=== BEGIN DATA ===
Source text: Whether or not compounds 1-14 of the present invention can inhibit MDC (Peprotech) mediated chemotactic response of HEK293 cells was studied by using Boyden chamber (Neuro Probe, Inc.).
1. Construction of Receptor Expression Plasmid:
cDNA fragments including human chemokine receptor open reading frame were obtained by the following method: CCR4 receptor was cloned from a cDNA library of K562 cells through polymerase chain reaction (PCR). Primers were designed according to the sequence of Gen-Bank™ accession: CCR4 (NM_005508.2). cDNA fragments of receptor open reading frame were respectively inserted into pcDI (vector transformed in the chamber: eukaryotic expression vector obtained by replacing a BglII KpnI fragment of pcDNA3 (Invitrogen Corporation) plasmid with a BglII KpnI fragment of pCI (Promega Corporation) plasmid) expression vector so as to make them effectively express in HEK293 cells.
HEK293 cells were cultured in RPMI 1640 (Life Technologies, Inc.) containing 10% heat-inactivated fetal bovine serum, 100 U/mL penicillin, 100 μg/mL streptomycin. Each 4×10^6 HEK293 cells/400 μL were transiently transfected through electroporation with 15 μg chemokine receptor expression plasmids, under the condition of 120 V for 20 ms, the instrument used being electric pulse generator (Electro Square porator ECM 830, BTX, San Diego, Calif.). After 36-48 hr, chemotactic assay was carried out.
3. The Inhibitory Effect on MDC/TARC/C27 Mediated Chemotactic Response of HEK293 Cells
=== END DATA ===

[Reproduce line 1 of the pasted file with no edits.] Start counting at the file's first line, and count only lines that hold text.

Source text: Whether or not compounds 1-14 of the present invention can inhibit MDC (Peprotech) mediated chemotactic response of HEK293 cells was studied by using Boyden chamber (Neuro Probe, Inc.).